At the Existentialist Cafe by Sarah Bakewell review: a philosophical cocktail

Central to the philosophy of Sartre and Beauvoir was the everydayness of things

Celebrity philosophers: Simone de Beauvoir and Jean-Paul Sartre on the beach in Rio. Photograph: STF/AFP/Getty

Celebrity philosophers: Simone de Beauvoir and Jean-Paul Sartre on the beach in Rio. Photograph: STF/AFP/Getty

Sat, Jul 9, 2016, 02:17

   
 

Book Title:
At the Existentialist Cafe: Freedom, Being, and Apricot Cocktails

ISBN-13:
9780701186586

Author:
Sarah Bakewell

Publisher:
Chatto & Windus

Guideline Price:
£16.99

The popular fascination with existentialism in the two decades or so after the second World War was extremely peculiar, given that very few people, especially in the English-speaking world, knew what existentialism was. For most, it was taken to be what nowadays would be called a “lifestyle”, as exemplified by the habitués of two famous Saint-Germain cafes, which are still going strong, though with fantastically inflated prices: the Flore and the nearby Deux Magots. Much was made, for instance, of the singer Juliette Gréco, who, with her black polo-neck sweaters and long straight black hair, established the “existentialist look”. But the reigning king and queen of the era were Jean-Paul Sartre and his lover and lifelong companion, Simone de Beauvoir. And what a right royal time they had of it.

Yet while many of the existentialist crowd were, as WH Auden said of Yeats, “silly like us”, a few of them were serious thinkers, and existentialism – the term was invented by a journalist – was, and continues to be, a serious contribution to ways of doing philosophy.

Sarah Bakewell, author of a highly successful life of Montaigne, traces Sartre’s true beginnings as a philosopher to a meeting between Beauvoir and himself and his old schoolfriend Raymond Aron over apricot cocktails at the Bec-de-Gaz bar on the rue Montparnasse at the end of 1932. Aron, who, as the author of The Opium of the Intellectuals, would later become one of Sartre’s most formidable opponents, had been studying in Berlin and could tell the couple of a revolutionary way of approaching traditional philosophical concerns that went by the long but euphonious name of “phenomenology”. “If you are a phenomenologist,” Bakewell quotes Aron as saying, “you can talk about this cocktail and make philosophy out of it!”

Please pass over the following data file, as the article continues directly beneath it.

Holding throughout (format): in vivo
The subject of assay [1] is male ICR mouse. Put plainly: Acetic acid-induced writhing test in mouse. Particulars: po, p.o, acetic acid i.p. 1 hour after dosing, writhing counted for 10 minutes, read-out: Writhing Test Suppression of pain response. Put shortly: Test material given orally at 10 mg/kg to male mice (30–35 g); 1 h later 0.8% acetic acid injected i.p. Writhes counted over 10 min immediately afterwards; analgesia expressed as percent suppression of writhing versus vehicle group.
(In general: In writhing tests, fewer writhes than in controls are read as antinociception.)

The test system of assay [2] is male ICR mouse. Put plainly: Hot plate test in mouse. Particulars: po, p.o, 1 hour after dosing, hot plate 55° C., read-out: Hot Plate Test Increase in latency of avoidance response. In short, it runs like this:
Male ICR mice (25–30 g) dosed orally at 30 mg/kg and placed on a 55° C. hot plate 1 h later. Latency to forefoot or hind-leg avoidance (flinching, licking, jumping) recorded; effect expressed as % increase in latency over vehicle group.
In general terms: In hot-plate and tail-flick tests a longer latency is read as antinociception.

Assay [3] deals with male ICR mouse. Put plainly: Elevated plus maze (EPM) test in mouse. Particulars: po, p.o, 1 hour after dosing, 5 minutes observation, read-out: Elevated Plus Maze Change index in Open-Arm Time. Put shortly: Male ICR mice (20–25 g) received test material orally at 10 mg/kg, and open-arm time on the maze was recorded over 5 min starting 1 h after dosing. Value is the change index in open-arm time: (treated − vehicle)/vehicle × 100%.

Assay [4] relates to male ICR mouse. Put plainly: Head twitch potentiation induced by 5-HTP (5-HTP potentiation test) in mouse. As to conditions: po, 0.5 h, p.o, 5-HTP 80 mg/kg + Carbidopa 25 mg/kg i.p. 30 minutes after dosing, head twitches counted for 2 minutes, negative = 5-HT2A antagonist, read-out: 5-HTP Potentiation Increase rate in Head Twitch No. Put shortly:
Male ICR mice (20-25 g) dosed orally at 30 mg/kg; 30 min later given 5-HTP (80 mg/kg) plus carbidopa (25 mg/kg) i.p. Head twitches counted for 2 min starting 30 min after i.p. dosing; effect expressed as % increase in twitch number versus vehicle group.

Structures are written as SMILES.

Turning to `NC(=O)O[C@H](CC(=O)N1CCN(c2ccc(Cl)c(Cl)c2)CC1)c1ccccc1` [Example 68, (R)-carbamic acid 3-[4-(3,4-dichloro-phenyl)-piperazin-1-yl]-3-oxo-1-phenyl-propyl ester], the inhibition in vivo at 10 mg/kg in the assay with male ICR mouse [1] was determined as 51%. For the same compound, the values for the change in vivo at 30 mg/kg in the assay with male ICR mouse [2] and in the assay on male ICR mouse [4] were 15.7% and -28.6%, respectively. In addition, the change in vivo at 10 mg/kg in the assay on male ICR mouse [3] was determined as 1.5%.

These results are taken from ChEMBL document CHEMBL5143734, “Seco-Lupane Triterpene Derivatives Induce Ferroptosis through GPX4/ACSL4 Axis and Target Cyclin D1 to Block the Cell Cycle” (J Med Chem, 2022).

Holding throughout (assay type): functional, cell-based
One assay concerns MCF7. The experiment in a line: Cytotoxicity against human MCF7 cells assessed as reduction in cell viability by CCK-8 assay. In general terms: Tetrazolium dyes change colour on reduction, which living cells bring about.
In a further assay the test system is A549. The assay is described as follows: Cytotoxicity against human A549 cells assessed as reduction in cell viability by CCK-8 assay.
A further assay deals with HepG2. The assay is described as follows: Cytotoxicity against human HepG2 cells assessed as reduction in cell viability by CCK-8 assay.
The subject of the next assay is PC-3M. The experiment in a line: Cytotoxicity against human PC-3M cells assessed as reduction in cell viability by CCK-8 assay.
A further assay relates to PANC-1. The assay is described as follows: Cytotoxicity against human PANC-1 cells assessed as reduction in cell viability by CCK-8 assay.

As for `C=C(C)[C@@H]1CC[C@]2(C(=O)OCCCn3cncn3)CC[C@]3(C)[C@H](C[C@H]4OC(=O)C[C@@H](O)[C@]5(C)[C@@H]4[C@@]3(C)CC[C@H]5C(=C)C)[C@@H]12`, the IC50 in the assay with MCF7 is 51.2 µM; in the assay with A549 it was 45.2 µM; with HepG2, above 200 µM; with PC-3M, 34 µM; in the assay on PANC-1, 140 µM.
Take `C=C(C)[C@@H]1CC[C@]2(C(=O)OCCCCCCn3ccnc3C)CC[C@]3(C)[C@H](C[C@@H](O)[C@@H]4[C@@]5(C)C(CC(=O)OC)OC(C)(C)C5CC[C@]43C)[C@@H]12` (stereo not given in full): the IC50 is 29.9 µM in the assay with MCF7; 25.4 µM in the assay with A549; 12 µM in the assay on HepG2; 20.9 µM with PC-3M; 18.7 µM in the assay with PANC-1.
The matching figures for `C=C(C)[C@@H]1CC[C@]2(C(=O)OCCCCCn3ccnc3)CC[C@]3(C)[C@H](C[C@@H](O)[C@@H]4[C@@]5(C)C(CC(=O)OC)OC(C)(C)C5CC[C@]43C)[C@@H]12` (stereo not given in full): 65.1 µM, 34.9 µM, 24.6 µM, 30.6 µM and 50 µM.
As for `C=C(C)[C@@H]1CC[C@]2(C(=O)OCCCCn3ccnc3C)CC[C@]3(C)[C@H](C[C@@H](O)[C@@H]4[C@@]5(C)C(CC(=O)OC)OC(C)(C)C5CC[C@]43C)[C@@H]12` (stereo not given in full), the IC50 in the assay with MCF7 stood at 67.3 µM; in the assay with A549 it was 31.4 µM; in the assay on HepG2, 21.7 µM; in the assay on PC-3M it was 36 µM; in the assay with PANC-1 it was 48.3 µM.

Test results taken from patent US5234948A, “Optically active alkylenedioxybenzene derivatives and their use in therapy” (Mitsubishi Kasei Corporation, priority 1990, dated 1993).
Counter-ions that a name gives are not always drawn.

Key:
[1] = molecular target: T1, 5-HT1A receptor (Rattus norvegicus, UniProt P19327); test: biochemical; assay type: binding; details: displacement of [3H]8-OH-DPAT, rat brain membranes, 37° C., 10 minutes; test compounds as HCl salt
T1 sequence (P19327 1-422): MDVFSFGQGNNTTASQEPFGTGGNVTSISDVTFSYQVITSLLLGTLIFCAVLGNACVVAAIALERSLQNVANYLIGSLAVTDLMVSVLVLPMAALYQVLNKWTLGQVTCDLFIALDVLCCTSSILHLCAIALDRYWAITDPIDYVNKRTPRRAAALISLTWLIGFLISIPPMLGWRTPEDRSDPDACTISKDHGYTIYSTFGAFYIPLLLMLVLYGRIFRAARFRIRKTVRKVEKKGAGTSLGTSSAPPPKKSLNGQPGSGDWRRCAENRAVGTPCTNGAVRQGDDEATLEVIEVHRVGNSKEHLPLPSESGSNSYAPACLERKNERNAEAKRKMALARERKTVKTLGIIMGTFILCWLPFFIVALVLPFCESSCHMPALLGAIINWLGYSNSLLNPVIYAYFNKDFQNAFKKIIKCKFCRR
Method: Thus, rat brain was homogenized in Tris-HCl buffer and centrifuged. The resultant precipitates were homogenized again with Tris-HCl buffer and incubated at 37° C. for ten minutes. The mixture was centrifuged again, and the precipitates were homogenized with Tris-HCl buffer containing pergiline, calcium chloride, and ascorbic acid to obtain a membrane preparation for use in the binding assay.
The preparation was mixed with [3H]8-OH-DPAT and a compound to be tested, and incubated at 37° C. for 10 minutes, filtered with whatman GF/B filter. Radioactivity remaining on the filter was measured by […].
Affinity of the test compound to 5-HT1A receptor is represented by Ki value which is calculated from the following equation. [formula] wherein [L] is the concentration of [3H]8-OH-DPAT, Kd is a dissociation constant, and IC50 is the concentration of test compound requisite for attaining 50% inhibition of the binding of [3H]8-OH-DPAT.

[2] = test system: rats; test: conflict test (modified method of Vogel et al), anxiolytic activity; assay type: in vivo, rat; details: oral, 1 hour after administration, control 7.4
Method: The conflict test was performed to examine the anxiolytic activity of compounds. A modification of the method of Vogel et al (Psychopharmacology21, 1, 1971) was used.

In Beauvoir’s account of this damascene moment, Sartre turned pale, as he realised the significance of such a philosophical approach to the ages-old question of what it is to be in the world. He had already encountered the work of Martin Heidegger, a translation of whose lecture What is Metaphysics? had appeared in a journal, along with one of Sartre’s own early essays, in 1931. As Beauvoir confessed, neither she nor her boyfriend could make much of the Heidegger piece – not surprisingly, given its difficulties both in thought and style – but now, listening to Aron’s account of phenomenology, they began to see the outlines of a philosophical method that would dispense with tired old conundrums and deal directly with the world of things, including human beings, and human Being – what Heidegger called Dasein.

Phenomenology had developed out of the work of Edmund Husserl, who had been inspired by the charismatic teachings of the former Catholic priest and Aristotelian scholar Franz Brentano. In the 1880s Husserl attended Brentano’s lectures, at the University of Vienna, on the relation between consciousness and the external world, and went on to develop an approach to thinking by which axioms and abstractions that had obsessed philosophers since Plato could be set aside or “bracketed” – Husserl used the Greek term epoché – so that full attention could be directed towards the phenomena, that is, the things which we all deal with in our quotidian lives.

For human beings, to be is to be conscious, and to be conscious is to be aware of our predicament as creatures “thrown”, as Heidegger would say, into a contingent world. This is what distinguishes human beings from the objects that surround them – such as a chestnut tree, for instance, which simply is, without having to bother its leafy head with questions about its origins, about its being here, and about its going hence.

This last, the question of death, was of particular significance, especially to Heidegger.

Self-consciousness, which as far as we know is exclusive to human beings, brings with it the knowledge that we shall die, and this, for Sartre no less than for Heidegger, raises all kinds of thorny issues to do with action, with authenticity and, above all, with freedom. For Heidegger, being is “Being towards death”. So is it also, to a certain extent, for Sartre – the title of his magnum opus, after all, is Being and Nothingness – but he and his fellow French existentialists were more inclined towards “ordinary” life than were their German mentors.